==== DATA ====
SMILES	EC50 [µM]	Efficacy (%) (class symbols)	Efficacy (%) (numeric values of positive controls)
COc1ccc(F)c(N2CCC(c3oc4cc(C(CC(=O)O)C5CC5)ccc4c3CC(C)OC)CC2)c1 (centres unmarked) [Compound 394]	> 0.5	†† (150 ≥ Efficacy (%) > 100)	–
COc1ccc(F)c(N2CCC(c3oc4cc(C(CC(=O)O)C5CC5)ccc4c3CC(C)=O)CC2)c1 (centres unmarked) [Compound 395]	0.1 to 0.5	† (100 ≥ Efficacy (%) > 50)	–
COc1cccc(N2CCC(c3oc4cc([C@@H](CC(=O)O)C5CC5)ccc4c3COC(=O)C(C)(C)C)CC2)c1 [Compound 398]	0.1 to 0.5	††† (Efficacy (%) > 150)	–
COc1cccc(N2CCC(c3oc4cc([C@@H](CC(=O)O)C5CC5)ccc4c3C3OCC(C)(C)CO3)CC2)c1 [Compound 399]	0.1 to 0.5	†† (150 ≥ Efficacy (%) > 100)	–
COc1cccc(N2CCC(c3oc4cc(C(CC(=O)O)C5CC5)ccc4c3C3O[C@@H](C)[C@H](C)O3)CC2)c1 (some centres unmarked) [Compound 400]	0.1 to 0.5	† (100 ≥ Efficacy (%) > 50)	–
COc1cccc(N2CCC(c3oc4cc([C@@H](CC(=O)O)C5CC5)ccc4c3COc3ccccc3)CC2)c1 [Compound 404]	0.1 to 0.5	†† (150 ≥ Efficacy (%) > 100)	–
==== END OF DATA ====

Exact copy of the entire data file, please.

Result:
SMILES	EC50 [µM]	Efficacy (%) (class symbols)	Efficacy (%) (numeric values of positive controls)
COc1ccc(F)c(N2CCC(c3oc4cc(C(CC(=O)O)C5CC5)ccc4c3CC(C)OC)CC2)c1 (centres unmarked) [Compound 394]	> 0.5	†† (150 ≥ Efficacy (%) > 100)	–
COc1ccc(F)c(N2CCC(c3oc4cc(C(CC(=O)O)C5CC5)ccc4c3CC(C)=O)CC2)c1 (centres unmarked) [Compound 395]	0.1 to 0.5	† (100 ≥ Efficacy (%) > 50)	–
COc1cccc(N2CCC(c3oc4cc([C@@H](CC(=O)O)C5CC5)ccc4c3COC(=O)C(C)(C)C)CC2)c1 [Compound 398]	0.1 to 0.5	††† (Efficacy (%) > 150)	–
COc1cccc(N2CCC(c3oc4cc([C@@H](CC(=O)O)C5CC5)ccc4c3C3OCC(C)(C)CO3)CC2)c1 [Compound 399]	0.1 to 0.5	†† (150 ≥ Efficacy (%) > 100)	–
COc1cccc(N2CCC(c3oc4cc(C(CC(=O)O)C5CC5)ccc4c3C3O[C@@H](C)[C@H](C)O3)CC2)c1 (some centres unmarked) [Compound 400]	0.1 to 0.5	† (100 ≥ Efficacy (%) > 50)	–
COc1cccc(N2CCC(c3oc4cc([C@@H](CC(=O)O)C5CC5)ccc4c3COc3ccccc3)CC2)c1 [Compound 404]	0.1 to 0.5	†† (150 ≥ Efficacy (%) > 100)	–